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More powers must be about democracy
Following the fantastic news that the Government has confirmed the Cornish will be recognised as a national minority through the Council of Europe’s Framework Convention for the Protection for National Minorities (FCNM), talk is already turning to the “devolution” to Cornwall. Danny Alexander, the Liberal Democrat Chief Secretary to the Treasury – who announced national minority status on the 24th April – has also confirmed that the Government would “take seriously” any bid from Cornwall to control the next tranche of European funding which will be worth more than £500 million.
The following is taken from an article on Dick Cole's personal Blog dated Satuday 17th May 2014 and was published in the Cornish Guardian.

He apparently urged MPs to work with the Local Enterprise Partnership to make the case for greater local autonomy as “part of the growth deal process.” He is reported as saying said that, following the FCNM announcement, “it would seem odd not to take seriously the request that there should be a degree of autonomy in the management of the European structural funds programme.”

The Cornwall and Isles of Scilly Local Enterprise Partnership has “called for a proportionate administration” and “for bureaucratic red tape to be reduced wherever possible under the next EU programme,” while there is an ongoing effort to give Cornwall and the Isles of Scilly some form of “intermediary body” status, which could allow local representatives to deal direct with EU officials.

Local MPs have called for “those charged with managing the Cornwall EU structural fund programme” to be “granted the appropriate delegated powers.”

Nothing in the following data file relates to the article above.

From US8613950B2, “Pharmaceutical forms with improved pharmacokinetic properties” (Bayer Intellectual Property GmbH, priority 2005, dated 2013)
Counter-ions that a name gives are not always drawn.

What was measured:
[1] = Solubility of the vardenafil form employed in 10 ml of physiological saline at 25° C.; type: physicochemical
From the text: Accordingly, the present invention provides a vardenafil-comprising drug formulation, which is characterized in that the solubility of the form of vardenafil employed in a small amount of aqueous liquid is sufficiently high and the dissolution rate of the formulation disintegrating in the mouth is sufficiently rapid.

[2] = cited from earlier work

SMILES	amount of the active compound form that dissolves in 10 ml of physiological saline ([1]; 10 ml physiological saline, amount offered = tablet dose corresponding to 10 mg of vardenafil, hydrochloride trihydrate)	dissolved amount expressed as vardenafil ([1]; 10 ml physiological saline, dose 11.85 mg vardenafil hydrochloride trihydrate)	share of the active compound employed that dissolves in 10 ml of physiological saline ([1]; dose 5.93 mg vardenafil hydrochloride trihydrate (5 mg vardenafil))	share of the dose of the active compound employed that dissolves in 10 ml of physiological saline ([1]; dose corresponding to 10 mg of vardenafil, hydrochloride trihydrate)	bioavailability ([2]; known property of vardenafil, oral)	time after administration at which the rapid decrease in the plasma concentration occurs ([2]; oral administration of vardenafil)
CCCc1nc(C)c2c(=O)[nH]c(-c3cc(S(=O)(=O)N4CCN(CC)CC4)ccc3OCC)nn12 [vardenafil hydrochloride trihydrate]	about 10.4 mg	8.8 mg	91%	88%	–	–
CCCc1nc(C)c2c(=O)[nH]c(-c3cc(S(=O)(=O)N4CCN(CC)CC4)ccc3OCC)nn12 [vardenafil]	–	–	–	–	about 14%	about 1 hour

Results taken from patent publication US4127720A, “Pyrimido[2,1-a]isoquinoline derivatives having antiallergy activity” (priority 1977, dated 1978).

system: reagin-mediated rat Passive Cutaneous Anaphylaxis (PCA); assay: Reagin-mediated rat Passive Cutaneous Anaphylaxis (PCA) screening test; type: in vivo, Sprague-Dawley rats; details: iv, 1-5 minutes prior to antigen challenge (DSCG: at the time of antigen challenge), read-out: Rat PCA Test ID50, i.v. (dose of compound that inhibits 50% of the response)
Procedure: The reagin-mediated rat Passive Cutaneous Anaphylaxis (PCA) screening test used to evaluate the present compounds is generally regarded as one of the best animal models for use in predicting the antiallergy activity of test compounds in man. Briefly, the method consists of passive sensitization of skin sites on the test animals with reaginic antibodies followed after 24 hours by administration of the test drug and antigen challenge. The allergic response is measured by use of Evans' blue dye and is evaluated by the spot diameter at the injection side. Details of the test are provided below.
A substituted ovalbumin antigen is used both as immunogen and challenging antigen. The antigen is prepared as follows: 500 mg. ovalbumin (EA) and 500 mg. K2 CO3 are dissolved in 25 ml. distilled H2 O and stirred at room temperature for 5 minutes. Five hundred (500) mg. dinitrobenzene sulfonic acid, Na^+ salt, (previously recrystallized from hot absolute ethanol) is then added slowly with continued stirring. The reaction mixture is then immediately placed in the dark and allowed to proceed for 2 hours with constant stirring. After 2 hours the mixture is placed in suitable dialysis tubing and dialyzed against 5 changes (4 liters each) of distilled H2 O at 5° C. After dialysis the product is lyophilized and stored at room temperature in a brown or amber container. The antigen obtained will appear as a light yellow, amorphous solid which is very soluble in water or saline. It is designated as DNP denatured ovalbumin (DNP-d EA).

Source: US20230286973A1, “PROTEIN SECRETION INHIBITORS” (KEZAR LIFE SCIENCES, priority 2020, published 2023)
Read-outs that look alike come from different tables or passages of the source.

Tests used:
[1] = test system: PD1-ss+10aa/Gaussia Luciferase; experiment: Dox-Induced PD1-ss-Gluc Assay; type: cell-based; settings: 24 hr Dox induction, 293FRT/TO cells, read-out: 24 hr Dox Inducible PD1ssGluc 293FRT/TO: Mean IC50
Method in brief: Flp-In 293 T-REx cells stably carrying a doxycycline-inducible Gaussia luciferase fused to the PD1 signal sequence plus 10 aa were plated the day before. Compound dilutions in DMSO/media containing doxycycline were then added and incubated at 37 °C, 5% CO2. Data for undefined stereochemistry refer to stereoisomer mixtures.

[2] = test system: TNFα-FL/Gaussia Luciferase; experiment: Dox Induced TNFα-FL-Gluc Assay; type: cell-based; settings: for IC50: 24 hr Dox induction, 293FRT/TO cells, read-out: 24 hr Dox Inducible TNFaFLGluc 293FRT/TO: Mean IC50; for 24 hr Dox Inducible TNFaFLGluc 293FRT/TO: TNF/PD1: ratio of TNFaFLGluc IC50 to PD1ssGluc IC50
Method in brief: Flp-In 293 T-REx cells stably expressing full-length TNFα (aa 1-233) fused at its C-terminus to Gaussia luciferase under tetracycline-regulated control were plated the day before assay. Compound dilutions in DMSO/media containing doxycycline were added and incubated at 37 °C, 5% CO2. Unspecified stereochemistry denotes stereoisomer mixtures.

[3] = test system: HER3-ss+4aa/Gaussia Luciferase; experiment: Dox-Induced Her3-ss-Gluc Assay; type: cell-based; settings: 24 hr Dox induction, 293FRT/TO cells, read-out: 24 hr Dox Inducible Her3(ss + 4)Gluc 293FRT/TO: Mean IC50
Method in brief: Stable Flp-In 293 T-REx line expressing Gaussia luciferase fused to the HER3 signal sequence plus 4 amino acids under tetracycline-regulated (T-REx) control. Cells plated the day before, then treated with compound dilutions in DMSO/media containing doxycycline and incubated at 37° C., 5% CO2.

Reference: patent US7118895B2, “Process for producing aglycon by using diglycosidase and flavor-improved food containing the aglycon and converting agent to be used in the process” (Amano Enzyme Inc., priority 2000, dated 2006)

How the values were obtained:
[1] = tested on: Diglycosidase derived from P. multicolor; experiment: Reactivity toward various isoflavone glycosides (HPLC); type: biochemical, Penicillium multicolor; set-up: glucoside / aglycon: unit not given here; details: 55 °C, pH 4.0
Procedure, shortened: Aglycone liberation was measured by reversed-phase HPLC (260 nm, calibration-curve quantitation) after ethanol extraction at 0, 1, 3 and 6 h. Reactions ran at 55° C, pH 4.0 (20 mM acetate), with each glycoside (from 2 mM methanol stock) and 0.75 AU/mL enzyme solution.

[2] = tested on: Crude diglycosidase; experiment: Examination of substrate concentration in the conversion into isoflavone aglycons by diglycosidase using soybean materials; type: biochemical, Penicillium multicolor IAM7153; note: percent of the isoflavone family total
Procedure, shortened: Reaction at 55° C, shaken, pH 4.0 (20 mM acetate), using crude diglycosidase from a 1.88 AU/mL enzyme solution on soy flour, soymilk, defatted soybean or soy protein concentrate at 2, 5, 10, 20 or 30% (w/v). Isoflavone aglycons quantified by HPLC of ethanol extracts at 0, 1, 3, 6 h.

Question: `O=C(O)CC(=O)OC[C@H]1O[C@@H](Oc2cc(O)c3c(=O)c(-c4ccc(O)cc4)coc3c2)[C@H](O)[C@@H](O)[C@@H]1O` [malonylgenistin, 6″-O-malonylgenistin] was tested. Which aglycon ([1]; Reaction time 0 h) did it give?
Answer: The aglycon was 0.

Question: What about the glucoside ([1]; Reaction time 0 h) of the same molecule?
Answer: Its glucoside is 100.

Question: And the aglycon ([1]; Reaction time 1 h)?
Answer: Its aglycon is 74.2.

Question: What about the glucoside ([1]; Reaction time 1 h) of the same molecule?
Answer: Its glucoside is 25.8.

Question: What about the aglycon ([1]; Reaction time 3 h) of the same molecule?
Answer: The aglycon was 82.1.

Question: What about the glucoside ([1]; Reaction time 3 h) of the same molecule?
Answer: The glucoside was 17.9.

Meanwhile, one of Mr Alexander’s ministerial colleagues, the Conservative Greg Clark (Cities and the Constitution) recently told a local newspaper that there is an “appetite” to devolve powers to Cornwall and the Isles of Scilly.

He was also even quoted as saying that “Cornwall is a place … that exemplifies par excellence my view that the people that know best what is needed for the area are the people who live and work there.”

But there was little detail related to Clark’s statement other than – like Mr Alexander – it was in the context of “growth deals” and largely related to the Local Enterprise Partnership, which is an unelected body.

I remain extremely concerned that this present debate around more powers for Cornwall appears to have little or nothing to do with democracy and democratically elected politicians. Surely, this has to change.

I believe that central government needs to go much further in terms of the devolution of political and economic powers – and this should lead to the establishment of a Cornish Assembly.
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Published on 17th May 2014.

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